This 12,500 square foot home in Bridgehampton is set on a large 3-acre site with landscape and outdoor living areas that make the project as much about the exterior as it is about the interior. With exterior features like outdoor dining and lounging on terraces, a pool and pool house, detached accessory garage, tennis court, and plenty of open yard and landscaping features, this house and property is meant to accommodate a large number of guests and activities for year-round events.

Inspired by the regional typology of the potato barn, the design seeks to integrate modern details and materials with a rustic single gable barn form. To emphasize this pairing, two contrasting materials were chosen for the exterior façade; horizontal cedar siding acts as an outer ‘shell’ while statuary marble conveys a more modern ‘inner core’ beneath the wood. This wood shell-like siding sits up above grade and is carved away in several locations allowing the marble underneath to be exposed at the base of the house, around entries, and surrounding the front and back of the double height glass in the great room space.

As users approach the front entry, they pass alongside the wood façade as it transitions to the marble layer underneath giving the illusion of more and more of the house being exposed as you approach the entrance.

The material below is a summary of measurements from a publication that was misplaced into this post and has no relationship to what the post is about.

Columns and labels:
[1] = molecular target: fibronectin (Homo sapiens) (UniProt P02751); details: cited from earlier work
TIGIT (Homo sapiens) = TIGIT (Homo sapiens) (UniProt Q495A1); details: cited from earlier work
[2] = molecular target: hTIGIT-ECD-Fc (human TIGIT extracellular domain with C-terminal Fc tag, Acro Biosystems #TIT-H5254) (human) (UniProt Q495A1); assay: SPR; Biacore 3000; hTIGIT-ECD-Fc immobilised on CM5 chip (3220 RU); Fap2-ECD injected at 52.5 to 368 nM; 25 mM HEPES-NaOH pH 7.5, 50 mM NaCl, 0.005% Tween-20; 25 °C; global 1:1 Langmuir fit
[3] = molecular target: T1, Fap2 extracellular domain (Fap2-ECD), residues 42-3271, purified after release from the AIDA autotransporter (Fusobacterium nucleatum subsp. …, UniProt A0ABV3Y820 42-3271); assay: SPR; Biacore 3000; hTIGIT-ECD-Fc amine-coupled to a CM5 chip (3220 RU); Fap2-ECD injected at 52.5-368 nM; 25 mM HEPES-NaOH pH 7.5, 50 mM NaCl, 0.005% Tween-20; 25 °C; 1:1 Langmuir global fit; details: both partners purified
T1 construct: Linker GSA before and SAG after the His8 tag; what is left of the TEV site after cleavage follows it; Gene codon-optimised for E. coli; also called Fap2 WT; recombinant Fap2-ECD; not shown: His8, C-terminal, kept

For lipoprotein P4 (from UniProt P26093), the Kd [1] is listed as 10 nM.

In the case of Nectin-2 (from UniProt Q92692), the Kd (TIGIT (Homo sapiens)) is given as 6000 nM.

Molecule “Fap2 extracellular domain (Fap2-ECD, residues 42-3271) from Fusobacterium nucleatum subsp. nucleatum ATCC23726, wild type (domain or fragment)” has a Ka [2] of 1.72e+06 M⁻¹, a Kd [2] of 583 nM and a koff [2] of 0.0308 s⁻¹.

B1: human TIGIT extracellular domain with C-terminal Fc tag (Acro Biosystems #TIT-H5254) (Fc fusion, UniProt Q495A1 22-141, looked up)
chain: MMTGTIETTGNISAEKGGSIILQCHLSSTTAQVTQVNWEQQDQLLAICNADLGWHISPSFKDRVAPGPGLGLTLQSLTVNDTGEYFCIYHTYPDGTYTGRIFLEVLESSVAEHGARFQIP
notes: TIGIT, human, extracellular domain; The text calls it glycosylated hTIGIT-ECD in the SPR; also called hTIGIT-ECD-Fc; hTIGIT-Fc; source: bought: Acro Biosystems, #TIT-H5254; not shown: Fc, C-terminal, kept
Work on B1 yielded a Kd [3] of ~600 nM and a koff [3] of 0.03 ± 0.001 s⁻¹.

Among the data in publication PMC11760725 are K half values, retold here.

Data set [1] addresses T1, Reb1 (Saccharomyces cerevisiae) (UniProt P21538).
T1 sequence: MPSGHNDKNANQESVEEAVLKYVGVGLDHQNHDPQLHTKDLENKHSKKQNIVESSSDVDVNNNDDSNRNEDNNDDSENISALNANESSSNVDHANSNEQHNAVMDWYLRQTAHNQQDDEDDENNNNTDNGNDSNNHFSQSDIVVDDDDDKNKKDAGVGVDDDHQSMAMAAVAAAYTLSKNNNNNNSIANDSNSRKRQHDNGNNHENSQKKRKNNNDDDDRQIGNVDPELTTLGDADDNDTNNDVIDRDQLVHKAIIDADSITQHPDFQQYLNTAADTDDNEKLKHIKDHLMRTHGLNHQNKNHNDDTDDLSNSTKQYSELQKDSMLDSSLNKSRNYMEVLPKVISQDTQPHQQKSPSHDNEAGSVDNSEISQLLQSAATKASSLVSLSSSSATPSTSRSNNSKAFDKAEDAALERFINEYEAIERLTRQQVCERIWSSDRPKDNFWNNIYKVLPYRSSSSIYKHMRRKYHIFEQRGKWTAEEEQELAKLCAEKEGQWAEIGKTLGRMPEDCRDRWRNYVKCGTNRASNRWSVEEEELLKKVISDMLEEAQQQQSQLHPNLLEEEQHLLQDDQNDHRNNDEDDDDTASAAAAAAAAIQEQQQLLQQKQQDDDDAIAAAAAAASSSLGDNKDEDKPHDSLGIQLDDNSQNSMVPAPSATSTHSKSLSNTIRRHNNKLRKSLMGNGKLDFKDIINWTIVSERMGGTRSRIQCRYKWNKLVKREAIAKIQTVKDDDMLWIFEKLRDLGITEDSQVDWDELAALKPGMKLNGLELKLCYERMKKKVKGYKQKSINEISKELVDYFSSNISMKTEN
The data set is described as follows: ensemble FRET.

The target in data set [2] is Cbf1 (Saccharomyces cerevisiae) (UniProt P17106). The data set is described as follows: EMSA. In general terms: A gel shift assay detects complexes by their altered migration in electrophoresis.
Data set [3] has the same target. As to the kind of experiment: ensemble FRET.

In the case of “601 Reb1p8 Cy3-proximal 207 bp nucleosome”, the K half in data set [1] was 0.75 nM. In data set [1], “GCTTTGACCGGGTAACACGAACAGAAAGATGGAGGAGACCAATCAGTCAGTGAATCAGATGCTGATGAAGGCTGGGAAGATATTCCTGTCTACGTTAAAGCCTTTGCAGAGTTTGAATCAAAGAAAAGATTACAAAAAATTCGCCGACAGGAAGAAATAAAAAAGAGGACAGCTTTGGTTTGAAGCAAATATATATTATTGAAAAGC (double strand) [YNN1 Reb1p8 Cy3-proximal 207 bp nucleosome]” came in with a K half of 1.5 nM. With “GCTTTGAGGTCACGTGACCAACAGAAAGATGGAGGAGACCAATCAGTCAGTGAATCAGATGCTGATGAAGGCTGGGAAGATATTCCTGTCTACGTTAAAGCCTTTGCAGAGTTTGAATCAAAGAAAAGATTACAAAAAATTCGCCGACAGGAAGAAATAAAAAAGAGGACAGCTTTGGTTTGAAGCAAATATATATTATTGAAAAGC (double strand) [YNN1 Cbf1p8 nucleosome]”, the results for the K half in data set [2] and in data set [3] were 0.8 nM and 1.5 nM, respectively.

Programmatically, the home utilizes its size to provide many different amenities such as a gym, theater, wine cellar, wet bar, double height living and dining room, eat-in kitchen, attached garage, and eight bedrooms. The interior palette functions the same way as the exterior by integrating specific rustic elements such as the large plank wood floors, reclaimed wood feature walls, and concrete, with the more modern finishes of the statuary marble in bathrooms, steel-wrapped fireplaces, and fixtures and appliances. Because of the beauty and size of the site, the connection between interior and exterior was a primary goal with this project. The window system selected utilizes buried frames, ultra slim mullions, and large panels as a way to bring as much light into the house as possible while also allowing those on the interior to be visually connected to the landscape.
Photography by: MICK HALES